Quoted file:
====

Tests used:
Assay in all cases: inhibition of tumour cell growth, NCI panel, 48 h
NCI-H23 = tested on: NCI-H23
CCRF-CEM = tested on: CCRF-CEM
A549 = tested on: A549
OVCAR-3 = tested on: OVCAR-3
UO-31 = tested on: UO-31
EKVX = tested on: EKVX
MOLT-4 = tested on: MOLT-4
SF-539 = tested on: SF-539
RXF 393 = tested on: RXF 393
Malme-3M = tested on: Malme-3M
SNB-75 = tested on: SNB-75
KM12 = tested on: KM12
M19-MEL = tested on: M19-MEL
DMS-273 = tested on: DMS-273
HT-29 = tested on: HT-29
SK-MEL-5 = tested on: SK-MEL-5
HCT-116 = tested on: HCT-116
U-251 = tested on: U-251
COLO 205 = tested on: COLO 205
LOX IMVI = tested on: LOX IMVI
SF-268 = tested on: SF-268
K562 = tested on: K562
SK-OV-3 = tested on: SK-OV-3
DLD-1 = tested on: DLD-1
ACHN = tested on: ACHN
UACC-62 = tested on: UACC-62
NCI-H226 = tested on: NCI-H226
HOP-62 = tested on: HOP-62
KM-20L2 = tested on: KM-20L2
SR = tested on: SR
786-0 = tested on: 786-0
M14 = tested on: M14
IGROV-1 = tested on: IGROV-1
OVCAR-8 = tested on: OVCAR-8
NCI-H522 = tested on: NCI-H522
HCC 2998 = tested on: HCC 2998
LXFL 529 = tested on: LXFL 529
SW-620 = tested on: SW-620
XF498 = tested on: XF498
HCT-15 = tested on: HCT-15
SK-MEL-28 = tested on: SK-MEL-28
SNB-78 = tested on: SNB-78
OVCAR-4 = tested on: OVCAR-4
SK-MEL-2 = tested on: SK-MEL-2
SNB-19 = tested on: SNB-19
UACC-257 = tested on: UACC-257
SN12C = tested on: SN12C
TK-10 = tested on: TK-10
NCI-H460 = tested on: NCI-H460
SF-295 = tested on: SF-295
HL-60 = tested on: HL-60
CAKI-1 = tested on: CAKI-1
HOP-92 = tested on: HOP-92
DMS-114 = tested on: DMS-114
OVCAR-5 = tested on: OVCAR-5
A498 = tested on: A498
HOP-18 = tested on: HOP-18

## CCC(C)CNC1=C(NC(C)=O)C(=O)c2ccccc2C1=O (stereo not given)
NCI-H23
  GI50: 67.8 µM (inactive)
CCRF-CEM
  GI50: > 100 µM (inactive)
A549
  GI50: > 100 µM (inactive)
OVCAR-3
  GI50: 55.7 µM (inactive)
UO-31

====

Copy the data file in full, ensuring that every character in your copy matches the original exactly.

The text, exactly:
Tests used:
Assay in all cases: inhibition of tumour cell growth, NCI panel, 48 h
NCI-H23 = tested on: NCI-H23
CCRF-CEM = tested on: CCRF-CEM
A549 = tested on: A549
OVCAR-3 = tested on: OVCAR-3
UO-31 = tested on: UO-31
EKVX = tested on: EKVX
MOLT-4 = tested on: MOLT-4
SF-539 = tested on: SF-539
RXF 393 = tested on: RXF 393
Malme-3M = tested on: Malme-3M
SNB-75 = tested on: SNB-75
KM12 = tested on: KM12
M19-MEL = tested on: M19-MEL
DMS-273 = tested on: DMS-273
HT-29 = tested on: HT-29
SK-MEL-5 = tested on: SK-MEL-5
HCT-116 = tested on: HCT-116
U-251 = tested on: U-251
COLO 205 = tested on: COLO 205
LOX IMVI = tested on: LOX IMVI
SF-268 = tested on: SF-268
K562 = tested on: K562
SK-OV-3 = tested on: SK-OV-3
DLD-1 = tested on: DLD-1
ACHN = tested on: ACHN
UACC-62 = tested on: UACC-62
NCI-H226 = tested on: NCI-H226
HOP-62 = tested on: HOP-62
KM-20L2 = tested on: KM-20L2
SR = tested on: SR
786-0 = tested on: 786-0
M14 = tested on: M14
IGROV-1 = tested on: IGROV-1
OVCAR-8 = tested on: OVCAR-8
NCI-H522 = tested on: NCI-H522
HCC 2998 = tested on: HCC 2998
LXFL 529 = tested on: LXFL 529
SW-620 = tested on: SW-620
XF498 = tested on: XF498
HCT-15 = tested on: HCT-15
SK-MEL-28 = tested on: SK-MEL-28
SNB-78 = tested on: SNB-78
OVCAR-4 = tested on: OVCAR-4
SK-MEL-2 = tested on: SK-MEL-2
SNB-19 = tested on: SNB-19
UACC-257 = tested on: UACC-257
SN12C = tested on: SN12C
TK-10 = tested on: TK-10
NCI-H460 = tested on: NCI-H460
SF-295 = tested on: SF-295
HL-60 = tested on: HL-60
CAKI-1 = tested on: CAKI-1
HOP-92 = tested on: HOP-92
DMS-114 = tested on: DMS-114
OVCAR-5 = tested on: OVCAR-5
A498 = tested on: A498
HOP-18 = tested on: HOP-18

## CCC(C)CNC1=C(NC(C)=O)C(=O)c2ccccc2C1=O (stereo not given)
NCI-H23
  GI50: 67.8 µM (inactive)
CCRF-CEM
  GI50: > 100 µM (inactive)
A549
  GI50: > 100 µM (inactive)
OVCAR-3
  GI50: 55.7 µM (inactive)
UO-31